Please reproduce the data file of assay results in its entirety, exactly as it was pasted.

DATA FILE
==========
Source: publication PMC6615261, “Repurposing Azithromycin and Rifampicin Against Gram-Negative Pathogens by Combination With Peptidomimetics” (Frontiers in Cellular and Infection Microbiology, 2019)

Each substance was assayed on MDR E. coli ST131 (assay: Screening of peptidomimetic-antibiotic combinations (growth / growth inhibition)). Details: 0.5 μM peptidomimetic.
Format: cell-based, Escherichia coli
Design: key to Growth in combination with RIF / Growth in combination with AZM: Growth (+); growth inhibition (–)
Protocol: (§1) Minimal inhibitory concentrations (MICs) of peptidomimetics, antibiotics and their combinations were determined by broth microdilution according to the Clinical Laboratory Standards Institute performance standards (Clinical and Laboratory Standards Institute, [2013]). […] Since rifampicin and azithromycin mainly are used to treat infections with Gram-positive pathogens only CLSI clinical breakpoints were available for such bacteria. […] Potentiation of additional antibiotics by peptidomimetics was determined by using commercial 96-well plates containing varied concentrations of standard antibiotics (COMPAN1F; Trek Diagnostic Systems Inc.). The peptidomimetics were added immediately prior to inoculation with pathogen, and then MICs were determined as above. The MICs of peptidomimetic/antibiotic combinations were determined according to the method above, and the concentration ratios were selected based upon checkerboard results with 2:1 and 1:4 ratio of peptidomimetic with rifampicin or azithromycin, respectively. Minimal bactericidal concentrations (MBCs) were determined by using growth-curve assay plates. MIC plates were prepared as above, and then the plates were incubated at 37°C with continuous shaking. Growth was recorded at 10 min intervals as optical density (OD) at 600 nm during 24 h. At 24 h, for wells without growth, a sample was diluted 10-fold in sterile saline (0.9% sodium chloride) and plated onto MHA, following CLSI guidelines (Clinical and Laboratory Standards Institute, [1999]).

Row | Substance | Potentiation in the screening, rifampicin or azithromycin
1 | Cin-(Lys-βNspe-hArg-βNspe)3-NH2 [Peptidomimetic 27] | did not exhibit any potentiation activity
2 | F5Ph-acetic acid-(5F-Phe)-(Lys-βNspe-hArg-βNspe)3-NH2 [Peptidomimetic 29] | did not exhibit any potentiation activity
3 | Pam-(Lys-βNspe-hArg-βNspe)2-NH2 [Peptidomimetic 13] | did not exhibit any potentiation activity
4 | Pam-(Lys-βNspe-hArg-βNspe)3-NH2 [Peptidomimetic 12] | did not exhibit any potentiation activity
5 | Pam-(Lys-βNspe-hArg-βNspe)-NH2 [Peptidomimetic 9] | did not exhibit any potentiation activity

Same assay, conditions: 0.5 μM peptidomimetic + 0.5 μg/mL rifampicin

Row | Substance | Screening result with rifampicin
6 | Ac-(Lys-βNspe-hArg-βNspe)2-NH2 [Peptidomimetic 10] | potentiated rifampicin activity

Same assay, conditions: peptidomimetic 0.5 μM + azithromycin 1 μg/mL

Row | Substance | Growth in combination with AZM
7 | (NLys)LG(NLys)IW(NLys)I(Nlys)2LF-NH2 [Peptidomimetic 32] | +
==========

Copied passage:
Source: publication PMC6615261, “Repurposing Azithromycin and Rifampicin Against Gram-Negative Pathogens by Combination With Peptidomimetics” (Frontiers in Cellular and Infection Microbiology, 2019)

Each substance was assayed on MDR E. coli ST131 (assay: Screening of peptidomimetic-antibiotic combinations (growth / growth inhibition)). Details: 0.5 μM peptidomimetic.
Format: cell-based, Escherichia coli
Design: key to Growth in combination with RIF / Growth in combination with AZM: Growth (+); growth inhibition (–)
Protocol: (§1) Minimal inhibitory concentrations (MICs) of peptidomimetics, antibiotics and their combinations were determined by broth microdilution according to the Clinical Laboratory Standards Institute performance standards (Clinical and Laboratory Standards Institute, [2013]). […] Since rifampicin and azithromycin mainly are used to treat infections with Gram-positive pathogens only CLSI clinical breakpoints were available for such bacteria. […] Potentiation of additional antibiotics by peptidomimetics was determined by using commercial 96-well plates containing varied concentrations of standard antibiotics (COMPAN1F; Trek Diagnostic Systems Inc.). The peptidomimetics were added immediately prior to inoculation with pathogen, and then MICs were determined as above. The MICs of peptidomimetic/antibiotic combinations were determined according to the method above, and the concentration ratios were selected based upon checkerboard results with 2:1 and 1:4 ratio of peptidomimetic with rifampicin or azithromycin, respectively. Minimal bactericidal concentrations (MBCs) were determined by using growth-curve assay plates. MIC plates were prepared as above, and then the plates were incubated at 37°C with continuous shaking. Growth was recorded at 10 min intervals as optical density (OD) at 600 nm during 24 h. At 24 h, for wells without growth, a sample was diluted 10-fold in sterile saline (0.9% sodium chloride) and plated onto MHA, following CLSI guidelines (Clinical and Laboratory Standards Institute, [1999]).

Row | Substance | Potentiation in the screening, rifampicin or azithromycin
1 | Cin-(Lys-βNspe-hArg-βNspe)3-NH2 [Peptidomimetic 27] | did not exhibit any potentiation activity
2 | F5Ph-acetic acid-(5F-Phe)-(Lys-βNspe-hArg-βNspe)3-NH2 [Peptidomimetic 29] | did not exhibit any potentiation activity
3 | Pam-(Lys-βNspe-hArg-βNspe)2-NH2 [Peptidomimetic 13] | did not exhibit any potentiation activity
4 | Pam-(Lys-βNspe-hArg-βNspe)3-NH2 [Peptidomimetic 12] | did not exhibit any potentiation activity
5 | Pam-(Lys-βNspe-hArg-βNspe)-NH2 [Peptidomimetic 9] | did not exhibit any potentiation activity

Same assay, conditions: 0.5 μM peptidomimetic + 0.5 μg/mL rifampicin

Row | Substance | Screening result with rifampicin
6 | Ac-(Lys-βNspe-hArg-βNspe)2-NH2 [Peptidomimetic 10] | potentiated rifampicin activity

Same assay, conditions: peptidomimetic 0.5 μM + azithromycin 1 μg/mL

Row | Substance | Growth in combination with AZM
7 | (NLys)LG(NLys)IW(NLys)I(Nlys)2LF-NH2 [Peptidomimetic 32] | +